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P008 ArFoods in the Garden: A SNAP-Ed Educational/PSE Strategy

      Objective

      To implement a nutrition, gardening-based pilot project in SNAP-Ed eligible schools that incorporates direct education, indirect education, and PSE

      Use of Theory or Research

      Studies show garden-based nutrition education combined with healthy food marketing has potential to improve children's diet quality and is associated with more positive food choices.

      Target Audience

      K-5th grade students, teachers in 4 SNAP-Ed eligible schools.

      Program Description

      University of Arkansas Division of Agriculture Cooperative Extension Service SNAP-Ed Program developed Arkansas Foods (ArFoods) to highlight locally grown foods. ArFoods consists of nutrition education posters, newsletters, and taste-testing activities that can be used alone or in conjunction with evidence-based curriculum. During Farm to School month 2021, ArFoods was used in school gardens. “ArFoods in the Garden” pilot project consisted of 34 individual events in 4 schools reaching 713 youth. Nutrition education posters featuring spinach were printed on corrugated plastic and used as crop markers. MyPlate resources were used, along with taste tests and physical activity breaks. Posters were displayed in cafeterias, and parent newsletters were sent home with students.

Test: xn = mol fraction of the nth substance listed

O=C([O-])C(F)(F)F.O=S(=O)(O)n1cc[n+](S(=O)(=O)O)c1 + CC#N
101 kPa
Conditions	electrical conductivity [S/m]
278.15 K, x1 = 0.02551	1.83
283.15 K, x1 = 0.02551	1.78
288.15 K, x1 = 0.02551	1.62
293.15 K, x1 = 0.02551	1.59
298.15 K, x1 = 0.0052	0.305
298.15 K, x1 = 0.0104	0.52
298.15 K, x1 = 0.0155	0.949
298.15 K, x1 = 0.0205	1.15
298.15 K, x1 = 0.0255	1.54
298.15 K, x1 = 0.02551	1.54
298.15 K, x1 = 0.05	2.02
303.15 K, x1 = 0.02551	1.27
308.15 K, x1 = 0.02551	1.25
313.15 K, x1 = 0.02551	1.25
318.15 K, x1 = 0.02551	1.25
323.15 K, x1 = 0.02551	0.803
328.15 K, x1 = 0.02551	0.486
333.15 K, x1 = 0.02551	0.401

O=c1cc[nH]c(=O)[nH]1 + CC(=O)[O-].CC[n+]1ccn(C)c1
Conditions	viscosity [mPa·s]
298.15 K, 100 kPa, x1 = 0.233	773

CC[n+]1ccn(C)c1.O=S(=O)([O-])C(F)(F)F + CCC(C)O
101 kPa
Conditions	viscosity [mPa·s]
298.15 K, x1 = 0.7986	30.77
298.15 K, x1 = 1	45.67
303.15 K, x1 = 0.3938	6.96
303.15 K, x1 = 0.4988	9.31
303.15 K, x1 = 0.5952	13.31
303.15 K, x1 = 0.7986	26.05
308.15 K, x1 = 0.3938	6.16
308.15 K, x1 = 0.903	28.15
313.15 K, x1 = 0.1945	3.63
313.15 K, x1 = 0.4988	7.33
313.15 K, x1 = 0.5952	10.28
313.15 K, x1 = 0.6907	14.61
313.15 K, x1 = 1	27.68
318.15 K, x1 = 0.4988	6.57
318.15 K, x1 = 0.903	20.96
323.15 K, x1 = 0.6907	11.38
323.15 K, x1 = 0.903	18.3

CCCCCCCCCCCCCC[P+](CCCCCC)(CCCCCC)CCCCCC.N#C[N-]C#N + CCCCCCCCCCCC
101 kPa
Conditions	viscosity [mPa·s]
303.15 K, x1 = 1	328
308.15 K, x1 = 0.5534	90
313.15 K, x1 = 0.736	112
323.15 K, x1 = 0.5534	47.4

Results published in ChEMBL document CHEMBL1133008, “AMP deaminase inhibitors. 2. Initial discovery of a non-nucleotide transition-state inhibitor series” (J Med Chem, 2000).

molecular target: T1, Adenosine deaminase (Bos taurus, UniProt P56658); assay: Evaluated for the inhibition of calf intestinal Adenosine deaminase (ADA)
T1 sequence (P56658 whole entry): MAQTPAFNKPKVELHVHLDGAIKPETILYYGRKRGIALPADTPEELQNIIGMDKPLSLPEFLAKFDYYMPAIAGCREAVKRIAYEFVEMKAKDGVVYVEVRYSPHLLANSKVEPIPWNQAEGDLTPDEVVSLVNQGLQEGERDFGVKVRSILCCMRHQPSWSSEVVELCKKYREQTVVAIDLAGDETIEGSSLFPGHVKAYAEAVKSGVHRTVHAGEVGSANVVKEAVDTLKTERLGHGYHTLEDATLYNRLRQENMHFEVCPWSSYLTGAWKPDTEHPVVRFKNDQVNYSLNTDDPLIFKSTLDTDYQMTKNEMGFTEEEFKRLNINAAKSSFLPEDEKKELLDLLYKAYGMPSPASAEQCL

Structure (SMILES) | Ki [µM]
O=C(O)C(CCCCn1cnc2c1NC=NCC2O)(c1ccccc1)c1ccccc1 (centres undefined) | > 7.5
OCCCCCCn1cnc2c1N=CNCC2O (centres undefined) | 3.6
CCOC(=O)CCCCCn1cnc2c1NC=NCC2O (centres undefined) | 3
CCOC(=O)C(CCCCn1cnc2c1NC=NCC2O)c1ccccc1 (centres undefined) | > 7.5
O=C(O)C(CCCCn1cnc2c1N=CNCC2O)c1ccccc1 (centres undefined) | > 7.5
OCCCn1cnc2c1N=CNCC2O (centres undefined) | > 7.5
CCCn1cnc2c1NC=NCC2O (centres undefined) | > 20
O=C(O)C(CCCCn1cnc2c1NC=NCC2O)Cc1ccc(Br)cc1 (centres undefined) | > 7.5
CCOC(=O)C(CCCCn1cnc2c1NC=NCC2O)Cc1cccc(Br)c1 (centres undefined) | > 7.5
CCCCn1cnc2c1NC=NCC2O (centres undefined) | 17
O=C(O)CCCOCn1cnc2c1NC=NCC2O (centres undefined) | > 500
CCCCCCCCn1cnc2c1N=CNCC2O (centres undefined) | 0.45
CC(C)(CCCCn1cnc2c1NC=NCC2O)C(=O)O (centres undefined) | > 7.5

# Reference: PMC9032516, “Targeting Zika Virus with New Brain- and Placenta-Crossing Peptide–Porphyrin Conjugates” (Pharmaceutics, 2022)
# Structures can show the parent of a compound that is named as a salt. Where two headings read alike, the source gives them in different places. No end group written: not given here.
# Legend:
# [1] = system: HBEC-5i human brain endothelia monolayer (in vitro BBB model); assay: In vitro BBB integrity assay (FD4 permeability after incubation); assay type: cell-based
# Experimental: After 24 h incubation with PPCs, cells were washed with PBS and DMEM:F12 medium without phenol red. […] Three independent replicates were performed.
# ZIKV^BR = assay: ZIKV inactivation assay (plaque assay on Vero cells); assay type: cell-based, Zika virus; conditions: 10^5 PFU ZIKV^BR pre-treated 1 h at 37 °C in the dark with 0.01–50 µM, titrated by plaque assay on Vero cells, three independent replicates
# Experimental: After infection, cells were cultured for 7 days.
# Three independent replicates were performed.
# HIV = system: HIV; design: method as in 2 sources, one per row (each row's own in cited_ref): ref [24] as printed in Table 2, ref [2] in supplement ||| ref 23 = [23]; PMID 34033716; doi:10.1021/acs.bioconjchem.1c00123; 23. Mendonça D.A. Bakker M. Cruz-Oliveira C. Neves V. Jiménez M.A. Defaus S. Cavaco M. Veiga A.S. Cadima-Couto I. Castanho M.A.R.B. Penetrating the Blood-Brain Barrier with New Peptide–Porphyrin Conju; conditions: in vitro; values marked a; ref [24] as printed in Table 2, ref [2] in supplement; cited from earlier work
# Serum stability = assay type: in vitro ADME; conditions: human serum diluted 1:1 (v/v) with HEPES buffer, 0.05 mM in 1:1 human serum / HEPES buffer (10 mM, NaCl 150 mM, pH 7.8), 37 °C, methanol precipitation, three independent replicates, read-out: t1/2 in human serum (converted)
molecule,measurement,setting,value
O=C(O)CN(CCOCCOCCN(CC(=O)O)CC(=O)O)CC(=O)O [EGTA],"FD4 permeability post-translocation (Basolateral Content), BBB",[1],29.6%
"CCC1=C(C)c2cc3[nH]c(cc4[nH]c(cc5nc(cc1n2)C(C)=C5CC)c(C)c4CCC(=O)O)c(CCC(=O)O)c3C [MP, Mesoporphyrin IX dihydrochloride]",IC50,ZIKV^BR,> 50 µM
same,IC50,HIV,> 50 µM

Evaluation Methods

      Post-teacher survey used to assess value and effectiveness of pilot project, changes in eating habits of students and teachers, and PSE changes adopted. Students surveyed about whether they would try spinach again.

      Results

      All teachers (n = 6) reported the program was very valuable to their students; their students seemed more willing to try new foods. Among student respondents (n = 288), 80.9% indicated they would try spinach again. Among teachers, five (83%) reported because of program they were motivated to try new foods, eat healthier, and/or be more physically active; four (67%) reported making changes in classrooms.

      Conclusions

      This pilot project was an example of how multiple delivery methods (direct education, indirect education, policy, systems, and environmental) can be incorporated into SNAP-Ed approaches. The project was successful in increasing students’ and teachers’ willingness to try new healthy foods and/or be more physically active.

      Funding

      Supplemental Nutrition Assistance Program - Education

      SUPPLEMENTARY DATA

      Supplementary data related to this article can be found at https://doi.org/10.1016/j.jneb.2022.04.048.

      Appendix. SUPPLEMENTARY DATA